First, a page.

Treatment is simple
Although there is no cure for Equine Cushing's disease, appropriate medication and good routine healthcare can keep your horse healthy and fit.
Your veterinary surgeon can prescribe a lifelong daily tablet in order to treat the symptoms associated with Equine Cushing's disease, including laminitis. It is recommended that your horse has a follow-up blood test 4-6 weeks after starting this treatment to check that their ACTH levels are within normal limits, and that your vet carries out a twice-yearly review of your horse to ensure that the medication dose is correct. Horses with this disease will require life-long treatment and check-ups, but in most cases treatment will ensure that your horse lives a comfortable and happy life with the symptoms of this disease well managed.
Other management tips
- Regularly checking your horses body fat score and weight is very helpful in tracking any changes to diet or exercise that your vet may recommend to further reduce your horse's laminitis risk, as well as monitoring the response to treatment (you should see an improvement in your horse's top line and fat distribution once they are on Cushing's medication).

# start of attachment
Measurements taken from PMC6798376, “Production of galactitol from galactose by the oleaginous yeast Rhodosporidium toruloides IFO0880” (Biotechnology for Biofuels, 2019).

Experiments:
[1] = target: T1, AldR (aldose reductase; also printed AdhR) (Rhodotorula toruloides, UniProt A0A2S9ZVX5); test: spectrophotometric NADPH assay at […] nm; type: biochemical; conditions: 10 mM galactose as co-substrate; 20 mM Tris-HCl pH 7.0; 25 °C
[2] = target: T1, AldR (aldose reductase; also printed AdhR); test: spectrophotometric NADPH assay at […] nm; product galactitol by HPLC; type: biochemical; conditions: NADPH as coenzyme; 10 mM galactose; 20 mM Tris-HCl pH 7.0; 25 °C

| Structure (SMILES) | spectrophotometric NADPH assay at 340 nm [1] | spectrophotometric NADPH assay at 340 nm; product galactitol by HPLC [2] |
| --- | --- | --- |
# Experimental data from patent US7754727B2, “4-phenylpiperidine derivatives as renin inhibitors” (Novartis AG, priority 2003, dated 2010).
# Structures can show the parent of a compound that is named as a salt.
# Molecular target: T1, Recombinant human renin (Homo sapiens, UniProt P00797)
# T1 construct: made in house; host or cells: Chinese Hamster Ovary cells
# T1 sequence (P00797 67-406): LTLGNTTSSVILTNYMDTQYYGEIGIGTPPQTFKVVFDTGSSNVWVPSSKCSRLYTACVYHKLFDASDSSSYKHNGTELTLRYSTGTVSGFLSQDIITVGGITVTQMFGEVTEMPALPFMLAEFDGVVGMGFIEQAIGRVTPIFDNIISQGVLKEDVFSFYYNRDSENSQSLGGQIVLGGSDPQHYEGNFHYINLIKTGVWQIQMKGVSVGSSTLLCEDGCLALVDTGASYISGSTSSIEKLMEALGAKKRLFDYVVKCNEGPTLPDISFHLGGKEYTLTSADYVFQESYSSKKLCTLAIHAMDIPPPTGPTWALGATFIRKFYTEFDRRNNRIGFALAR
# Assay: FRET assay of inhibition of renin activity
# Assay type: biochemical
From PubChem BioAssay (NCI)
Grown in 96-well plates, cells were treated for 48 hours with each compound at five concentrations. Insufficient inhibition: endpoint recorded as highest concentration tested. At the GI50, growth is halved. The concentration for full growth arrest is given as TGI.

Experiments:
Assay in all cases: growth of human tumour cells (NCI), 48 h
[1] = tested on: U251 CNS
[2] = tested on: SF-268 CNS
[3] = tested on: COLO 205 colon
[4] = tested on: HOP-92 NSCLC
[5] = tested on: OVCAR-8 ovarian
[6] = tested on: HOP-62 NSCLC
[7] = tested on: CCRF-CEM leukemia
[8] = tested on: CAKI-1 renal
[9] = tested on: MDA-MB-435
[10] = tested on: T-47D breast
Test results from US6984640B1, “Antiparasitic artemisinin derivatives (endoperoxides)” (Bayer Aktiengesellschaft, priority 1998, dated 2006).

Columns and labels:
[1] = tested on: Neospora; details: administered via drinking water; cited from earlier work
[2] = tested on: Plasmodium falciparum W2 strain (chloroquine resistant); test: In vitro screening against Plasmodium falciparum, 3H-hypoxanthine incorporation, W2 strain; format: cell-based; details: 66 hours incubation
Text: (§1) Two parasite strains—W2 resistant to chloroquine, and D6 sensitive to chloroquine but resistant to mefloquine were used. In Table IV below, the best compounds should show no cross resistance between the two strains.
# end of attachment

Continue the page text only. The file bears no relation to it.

- It is beneficial to regularly check the fit of your horse's saddle because changes in their topline caused by Equine Cushing's disease and its treatment can affect this.
- If your horse has suffered from laminitis it is important to follow your farrier's advice on shoeing and hoofcare in order to optimise the return of the hooves to normal.
- If your horse has shown signs of abnormal shedding then regular grooming can be helpful.
Most horses and ponies with Equine Cushing's disease are older than 15 when they are diagnosed and so they may have other age-related conditions as well. A good programme of routine preventative health care can be a great help in managing a horse with Cushing's. This should include:
- Pro-active worm counts and appropriate worming,
- Routine foot care (especially for laminitics)
- High quality, balanced, diet.